Posted by do your research, a resident of the Another Pleasanton neighborhood neighborhood, on Jan 28, 2010 at 7:00 pm
Of course Brozosky didn't have power over how the school board member's voted, but he did have a lot of influence over the community's perception of the budget crisis based on his comments. There was A LOT of misinformation circulating, including lies printed in the official sample ballot. I started investigating the allegations, because if they were true, I wouldn't have been able to support the parcel tax myself. What I discovered was that some of the information regarding per pupil funding was incorrect, but no one else would have known that unless they actually took the time to find out. So, did Brozosky have an impact on voters? Most definitely. And here we are a year later...class size going to 30 for K-3, losing science, P.E., music, and reading specialists...do you think he would have led such opposition if his children were in grades k through 3?
Posted by Beth, a resident of the Del Prado neighborhood, on Jan 28, 2010 at 7:10 pm
I agree with Bottom Line. It's appalling that a community like ours would fail to support its children's education and people would in fact actively oppose efforts like the parcel tax.
For the record, my family voted for the parcel tax and made a large donation to the "I Love Pleasanton" fund.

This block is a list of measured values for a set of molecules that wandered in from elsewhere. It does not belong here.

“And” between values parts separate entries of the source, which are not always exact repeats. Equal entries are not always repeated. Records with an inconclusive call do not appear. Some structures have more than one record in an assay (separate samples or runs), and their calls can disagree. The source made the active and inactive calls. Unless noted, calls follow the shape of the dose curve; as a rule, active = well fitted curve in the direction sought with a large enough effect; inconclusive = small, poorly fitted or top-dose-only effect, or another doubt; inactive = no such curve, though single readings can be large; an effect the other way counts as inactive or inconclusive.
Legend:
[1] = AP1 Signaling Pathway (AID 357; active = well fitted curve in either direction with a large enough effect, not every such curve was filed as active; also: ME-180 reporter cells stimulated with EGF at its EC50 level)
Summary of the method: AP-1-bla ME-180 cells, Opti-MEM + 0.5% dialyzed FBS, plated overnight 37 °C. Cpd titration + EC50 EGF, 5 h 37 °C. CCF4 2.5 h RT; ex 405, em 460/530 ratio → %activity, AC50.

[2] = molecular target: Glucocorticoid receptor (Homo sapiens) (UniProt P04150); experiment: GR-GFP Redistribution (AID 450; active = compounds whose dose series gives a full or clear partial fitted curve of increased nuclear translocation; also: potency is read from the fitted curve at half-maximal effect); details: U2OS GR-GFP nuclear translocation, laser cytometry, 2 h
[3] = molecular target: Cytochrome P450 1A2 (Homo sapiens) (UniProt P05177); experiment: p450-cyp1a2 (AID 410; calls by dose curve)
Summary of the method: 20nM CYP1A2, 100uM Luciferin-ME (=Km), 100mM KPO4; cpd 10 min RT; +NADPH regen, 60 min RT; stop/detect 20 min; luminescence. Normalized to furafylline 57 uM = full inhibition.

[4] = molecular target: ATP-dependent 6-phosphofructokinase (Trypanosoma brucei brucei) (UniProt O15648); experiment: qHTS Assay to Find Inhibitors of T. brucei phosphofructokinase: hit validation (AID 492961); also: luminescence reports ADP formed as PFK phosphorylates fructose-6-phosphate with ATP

It's shocking to me that people like "resident" would fail to see the value in education. Resident - did you have children go through the district? Are you planning to? Why do you not see how important this issue is to the community as a whole?
And hey I'm not asking you to support MY kids - I do that just fine. But supporting the public school system and the values it encompasses is ALL of our responsibility.
And no I'm not going to move. Because we love Pleasanton. I am, however, looking into private schools so my children aren't at the mercy of people like "resident".
Keep in mind that for a PUSD teacher paying benefits you need to DEDUCT about 18-20K from the PUSD salary schedule. San Ramon covers benefits for their teacher and I am a former PUSD elementary teacher who was hired in San Ramon last year after PUSD let me go. My job is secure for next year as is class size reduction. PUSD falling apart is the best thing that could have happened to me, I got a raise and job security. Now I am wondering if I need to move also? My kids will be starting school in a couple of years and I am leaning toward getting them into the San Ramon district because they will have more resources. We all do what's best for our families right?
It's just a shame, I grew up in Pleasanton and loved my experience. Naturally I want that for my kids, sadly I think I will have to leave Pleasanton to get that great experience.
Posted by another resident, a resident of the Another Pleasanton neighborhood neighborhood, on Jan 28, 2010 at 7:27 pm